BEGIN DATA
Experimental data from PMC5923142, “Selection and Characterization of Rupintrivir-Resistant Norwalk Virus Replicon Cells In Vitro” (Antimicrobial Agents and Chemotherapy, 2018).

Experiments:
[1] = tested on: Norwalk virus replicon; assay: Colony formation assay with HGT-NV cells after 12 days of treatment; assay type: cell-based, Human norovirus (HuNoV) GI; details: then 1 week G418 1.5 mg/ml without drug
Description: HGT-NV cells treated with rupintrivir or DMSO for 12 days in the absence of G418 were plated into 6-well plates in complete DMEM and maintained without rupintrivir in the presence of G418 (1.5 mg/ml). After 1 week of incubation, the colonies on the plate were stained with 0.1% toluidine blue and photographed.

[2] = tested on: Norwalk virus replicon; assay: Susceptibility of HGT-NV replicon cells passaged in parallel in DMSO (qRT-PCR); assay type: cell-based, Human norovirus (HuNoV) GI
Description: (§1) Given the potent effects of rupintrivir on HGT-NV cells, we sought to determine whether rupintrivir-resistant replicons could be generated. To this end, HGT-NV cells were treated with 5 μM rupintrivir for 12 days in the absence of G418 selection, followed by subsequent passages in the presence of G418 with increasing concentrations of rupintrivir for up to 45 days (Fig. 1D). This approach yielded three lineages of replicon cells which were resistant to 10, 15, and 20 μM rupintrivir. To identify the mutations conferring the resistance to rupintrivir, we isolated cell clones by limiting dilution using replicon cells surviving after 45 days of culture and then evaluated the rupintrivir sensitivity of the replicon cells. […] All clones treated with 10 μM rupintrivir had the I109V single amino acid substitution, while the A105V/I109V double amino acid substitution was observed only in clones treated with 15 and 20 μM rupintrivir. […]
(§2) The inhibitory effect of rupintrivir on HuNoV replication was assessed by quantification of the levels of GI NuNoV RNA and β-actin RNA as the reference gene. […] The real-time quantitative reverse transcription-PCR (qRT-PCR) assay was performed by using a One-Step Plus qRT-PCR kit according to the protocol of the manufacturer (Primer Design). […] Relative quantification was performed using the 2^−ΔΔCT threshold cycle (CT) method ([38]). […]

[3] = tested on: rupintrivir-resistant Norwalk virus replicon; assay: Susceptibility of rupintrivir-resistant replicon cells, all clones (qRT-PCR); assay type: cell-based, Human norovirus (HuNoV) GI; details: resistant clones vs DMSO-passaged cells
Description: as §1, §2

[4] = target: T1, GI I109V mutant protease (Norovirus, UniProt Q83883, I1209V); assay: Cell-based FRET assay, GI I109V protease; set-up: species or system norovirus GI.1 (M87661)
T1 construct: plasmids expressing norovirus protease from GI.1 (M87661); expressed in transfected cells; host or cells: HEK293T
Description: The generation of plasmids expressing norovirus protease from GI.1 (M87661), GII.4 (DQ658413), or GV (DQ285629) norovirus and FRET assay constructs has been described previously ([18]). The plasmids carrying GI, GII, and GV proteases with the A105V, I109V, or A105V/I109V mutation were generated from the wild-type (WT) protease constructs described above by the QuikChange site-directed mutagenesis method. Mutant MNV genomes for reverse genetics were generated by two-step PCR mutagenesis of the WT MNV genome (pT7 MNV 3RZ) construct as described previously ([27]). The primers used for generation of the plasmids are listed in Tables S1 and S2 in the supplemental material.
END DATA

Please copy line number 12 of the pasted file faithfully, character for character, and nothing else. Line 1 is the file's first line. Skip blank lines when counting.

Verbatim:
Description: The generation of plasmids expressing norovirus protease from GI.1 (M87661), GII.4 (DQ658413), or GV (DQ285629) norovirus and FRET assay constructs has been described previously ([18]). The plasmids carrying GI, GII, and GV proteases with the A105V, I109V, or A105V/I109V mutation were generated from the wild-type (WT) protease constructs described above by the QuikChange site-directed mutagenesis method. Mutant MNV genomes for reverse genetics were generated by two-step PCR mutagenesis of the WT MNV genome (pT7 MNV 3RZ) construct as described previously ([27]). The primers used for generation of the plasmids are listed in Tables S1 and S2 in the supplemental material.